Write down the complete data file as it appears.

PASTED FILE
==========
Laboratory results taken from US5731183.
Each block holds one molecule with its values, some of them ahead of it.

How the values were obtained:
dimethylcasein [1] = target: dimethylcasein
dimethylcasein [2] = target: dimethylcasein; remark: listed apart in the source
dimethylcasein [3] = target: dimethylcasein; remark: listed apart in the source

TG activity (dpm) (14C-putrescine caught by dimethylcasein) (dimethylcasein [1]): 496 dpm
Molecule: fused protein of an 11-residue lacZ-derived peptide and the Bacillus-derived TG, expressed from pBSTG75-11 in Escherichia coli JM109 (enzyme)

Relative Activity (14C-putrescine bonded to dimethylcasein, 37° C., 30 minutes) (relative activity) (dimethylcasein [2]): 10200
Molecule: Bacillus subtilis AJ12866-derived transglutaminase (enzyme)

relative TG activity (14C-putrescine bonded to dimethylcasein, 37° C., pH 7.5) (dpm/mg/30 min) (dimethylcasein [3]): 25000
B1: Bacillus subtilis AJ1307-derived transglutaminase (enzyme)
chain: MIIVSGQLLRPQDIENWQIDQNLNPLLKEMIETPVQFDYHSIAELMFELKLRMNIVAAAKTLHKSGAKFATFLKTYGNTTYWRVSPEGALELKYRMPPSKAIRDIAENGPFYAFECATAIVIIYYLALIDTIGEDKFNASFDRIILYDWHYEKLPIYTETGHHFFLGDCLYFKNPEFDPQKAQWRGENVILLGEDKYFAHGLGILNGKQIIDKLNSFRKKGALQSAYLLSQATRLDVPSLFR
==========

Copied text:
Laboratory results taken from US5731183.
Each block holds one molecule with its values, some of them ahead of it.

How the values were obtained:
dimethylcasein [1] = target: dimethylcasein
dimethylcasein [2] = target: dimethylcasein; remark: listed apart in the source
dimethylcasein [3] = target: dimethylcasein; remark: listed apart in the source

TG activity (dpm) (14C-putrescine caught by dimethylcasein) (dimethylcasein [1]): 496 dpm
Molecule: fused protein of an 11-residue lacZ-derived peptide and the Bacillus-derived TG, expressed from pBSTG75-11 in Escherichia coli JM109 (enzyme)

Relative Activity (14C-putrescine bonded to dimethylcasein, 37° C., 30 minutes) (relative activity) (dimethylcasein [2]): 10200
Molecule: Bacillus subtilis AJ12866-derived transglutaminase (enzyme)

relative TG activity (14C-putrescine bonded to dimethylcasein, 37° C., pH 7.5) (dpm/mg/30 min) (dimethylcasein [3]): 25000
B1: Bacillus subtilis AJ1307-derived transglutaminase (enzyme)
chain: MIIVSGQLLRPQDIENWQIDQNLNPLLKEMIETPVQFDYHSIAELMFELKLRMNIVAAAKTLHKSGAKFATFLKTYGNTTYWRVSPEGALELKYRMPPSKAIRDIAENGPFYAFECATAIVIIYYLALIDTIGEDKFNASFDRIILYDWHYEKLPIYTETGHHFFLGDCLYFKNPEFDPQKAQWRGENVILLGEDKYFAHGLGILNGKQIIDKLNSFRKKGALQSAYLLSQATRLDVPSLFR